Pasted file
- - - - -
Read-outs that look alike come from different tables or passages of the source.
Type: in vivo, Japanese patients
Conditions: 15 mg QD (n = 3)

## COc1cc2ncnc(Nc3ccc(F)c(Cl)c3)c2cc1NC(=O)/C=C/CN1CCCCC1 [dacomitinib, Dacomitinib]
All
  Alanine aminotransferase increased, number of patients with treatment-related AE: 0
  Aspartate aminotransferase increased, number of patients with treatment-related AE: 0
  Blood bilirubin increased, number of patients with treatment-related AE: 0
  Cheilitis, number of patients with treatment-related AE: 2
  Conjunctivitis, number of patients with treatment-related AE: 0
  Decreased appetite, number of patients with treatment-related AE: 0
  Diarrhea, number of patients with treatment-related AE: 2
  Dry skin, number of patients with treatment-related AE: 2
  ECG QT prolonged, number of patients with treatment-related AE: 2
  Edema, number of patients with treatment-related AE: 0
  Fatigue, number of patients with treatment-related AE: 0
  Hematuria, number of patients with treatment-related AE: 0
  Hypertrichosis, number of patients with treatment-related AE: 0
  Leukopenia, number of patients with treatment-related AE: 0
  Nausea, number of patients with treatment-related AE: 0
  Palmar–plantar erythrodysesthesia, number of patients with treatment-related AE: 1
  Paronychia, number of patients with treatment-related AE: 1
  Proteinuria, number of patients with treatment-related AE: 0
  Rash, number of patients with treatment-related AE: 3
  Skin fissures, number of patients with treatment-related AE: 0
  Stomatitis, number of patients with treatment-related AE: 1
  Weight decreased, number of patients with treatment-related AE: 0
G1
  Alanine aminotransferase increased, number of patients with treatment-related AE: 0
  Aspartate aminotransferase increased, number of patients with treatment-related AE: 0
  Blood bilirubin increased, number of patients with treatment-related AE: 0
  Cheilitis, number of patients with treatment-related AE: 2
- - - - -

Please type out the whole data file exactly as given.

Read-outs that look alike come from different tables or passages of the source.
Type: in vivo, Japanese patients
Conditions: 15 mg QD (n = 3)

## COc1cc2ncnc(Nc3ccc(F)c(Cl)c3)c2cc1NC(=O)/C=C/CN1CCCCC1 [dacomitinib, Dacomitinib]
All
  Alanine aminotransferase increased, number of patients with treatment-related AE: 0
  Aspartate aminotransferase increased, number of patients with treatment-related AE: 0
  Blood bilirubin increased, number of patients with treatment-related AE: 0
  Cheilitis, number of patients with treatment-related AE: 2
  Conjunctivitis, number of patients with treatment-related AE: 0
  Decreased appetite, number of patients with treatment-related AE: 0
  Diarrhea, number of patients with treatment-related AE: 2
  Dry skin, number of patients with treatment-related AE: 2
  ECG QT prolonged, number of patients with treatment-related AE: 2
  Edema, number of patients with treatment-related AE: 0
  Fatigue, number of patients with treatment-related AE: 0
  Hematuria, number of patients with treatment-related AE: 0
  Hypertrichosis, number of patients with treatment-related AE: 0
  Leukopenia, number of patients with treatment-related AE: 0
  Nausea, number of patients with treatment-related AE: 0
  Palmar–plantar erythrodysesthesia, number of patients with treatment-related AE: 1
  Paronychia, number of patients with treatment-related AE: 1
  Proteinuria, number of patients with treatment-related AE: 0
  Rash, number of patients with treatment-related AE: 3
  Skin fissures, number of patients with treatment-related AE: 0
  Stomatitis, number of patients with treatment-related AE: 1
  Weight decreased, number of patients with treatment-related AE: 0
G1
  Alanine aminotransferase increased, number of patients with treatment-related AE: 0
  Aspartate aminotransferase increased, number of patients with treatment-related AE: 0
  Blood bilirubin increased, number of patients with treatment-related AE: 0
  Cheilitis, number of patients with treatment-related AE: 2